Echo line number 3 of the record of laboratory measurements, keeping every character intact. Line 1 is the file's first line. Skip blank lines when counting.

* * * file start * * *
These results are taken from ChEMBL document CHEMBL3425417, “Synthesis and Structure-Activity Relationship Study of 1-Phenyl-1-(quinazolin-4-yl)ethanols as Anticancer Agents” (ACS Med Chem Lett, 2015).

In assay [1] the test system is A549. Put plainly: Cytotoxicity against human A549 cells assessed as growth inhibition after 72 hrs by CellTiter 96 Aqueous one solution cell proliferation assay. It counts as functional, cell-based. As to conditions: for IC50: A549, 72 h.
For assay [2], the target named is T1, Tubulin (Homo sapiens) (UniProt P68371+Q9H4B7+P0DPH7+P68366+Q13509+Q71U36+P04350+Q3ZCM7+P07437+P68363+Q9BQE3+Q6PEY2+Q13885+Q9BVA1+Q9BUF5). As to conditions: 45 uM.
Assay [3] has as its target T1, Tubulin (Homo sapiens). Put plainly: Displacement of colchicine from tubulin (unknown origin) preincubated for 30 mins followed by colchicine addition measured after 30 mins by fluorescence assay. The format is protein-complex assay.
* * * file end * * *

For assay [2], the target named is T1, Tubulin (Homo sapiens) (UniProt P68371+Q9H4B7+P0DPH7+P68366+Q13509+Q71U36+P04350+Q3ZCM7+P07437+P68363+Q9BQE3+Q6PEY2+Q13885+Q9BVA1+Q9BUF5). As to conditions: 45 uM.